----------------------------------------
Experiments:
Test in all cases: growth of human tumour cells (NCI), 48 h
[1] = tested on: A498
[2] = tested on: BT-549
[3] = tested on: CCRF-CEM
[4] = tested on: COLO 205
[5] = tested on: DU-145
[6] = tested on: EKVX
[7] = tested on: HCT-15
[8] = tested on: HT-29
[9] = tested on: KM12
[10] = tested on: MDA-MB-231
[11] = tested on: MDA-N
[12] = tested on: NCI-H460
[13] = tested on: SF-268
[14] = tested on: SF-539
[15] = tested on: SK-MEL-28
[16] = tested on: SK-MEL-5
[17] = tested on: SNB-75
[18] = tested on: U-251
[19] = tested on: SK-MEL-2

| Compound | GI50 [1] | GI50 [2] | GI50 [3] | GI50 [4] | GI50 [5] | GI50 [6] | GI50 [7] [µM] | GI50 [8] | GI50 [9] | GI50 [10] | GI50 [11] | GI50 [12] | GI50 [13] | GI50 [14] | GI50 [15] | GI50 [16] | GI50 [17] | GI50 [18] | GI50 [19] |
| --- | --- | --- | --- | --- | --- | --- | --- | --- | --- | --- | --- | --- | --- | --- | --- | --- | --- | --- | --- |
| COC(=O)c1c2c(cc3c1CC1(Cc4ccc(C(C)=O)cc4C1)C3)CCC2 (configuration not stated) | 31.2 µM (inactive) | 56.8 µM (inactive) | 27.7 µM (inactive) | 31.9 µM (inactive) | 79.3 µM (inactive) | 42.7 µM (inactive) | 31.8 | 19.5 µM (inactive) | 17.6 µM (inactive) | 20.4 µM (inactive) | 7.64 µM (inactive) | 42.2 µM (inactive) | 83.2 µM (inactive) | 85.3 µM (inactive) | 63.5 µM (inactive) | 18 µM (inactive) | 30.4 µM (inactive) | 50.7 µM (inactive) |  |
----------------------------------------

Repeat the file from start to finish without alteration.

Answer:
Experiments:
Test in all cases: growth of human tumour cells (NCI), 48 h
[1] = tested on: A498
[2] = tested on: BT-549
[3] = tested on: CCRF-CEM
[4] = tested on: COLO 205
[5] = tested on: DU-145
[6] = tested on: EKVX
[7] = tested on: HCT-15
[8] = tested on: HT-29
[9] = tested on: KM12
[10] = tested on: MDA-MB-231
[11] = tested on: MDA-N
[12] = tested on: NCI-H460
[13] = tested on: SF-268
[14] = tested on: SF-539
[15] = tested on: SK-MEL-28
[16] = tested on: SK-MEL-5
[17] = tested on: SNB-75
[18] = tested on: U-251
[19] = tested on: SK-MEL-2

| Compound | GI50 [1] | GI50 [2] | GI50 [3] | GI50 [4] | GI50 [5] | GI50 [6] | GI50 [7] [µM] | GI50 [8] | GI50 [9] | GI50 [10] | GI50 [11] | GI50 [12] | GI50 [13] | GI50 [14] | GI50 [15] | GI50 [16] | GI50 [17] | GI50 [18] | GI50 [19] |
| --- | --- | --- | --- | --- | --- | --- | --- | --- | --- | --- | --- | --- | --- | --- | --- | --- | --- | --- | --- |
| COC(=O)c1c2c(cc3c1CC1(Cc4ccc(C(C)=O)cc4C1)C3)CCC2 (configuration not stated) | 31.2 µM (inactive) | 56.8 µM (inactive) | 27.7 µM (inactive) | 31.9 µM (inactive) | 79.3 µM (inactive) | 42.7 µM (inactive) | 31.8 | 19.5 µM (inactive) | 17.6 µM (inactive) | 20.4 µM (inactive) | 7.64 µM (inactive) | 42.2 µM (inactive) | 83.2 µM (inactive) | 85.3 µM (inactive) | 63.5 µM (inactive) | 18 µM (inactive) | 30.4 µM (inactive) | 50.7 µM (inactive) |  |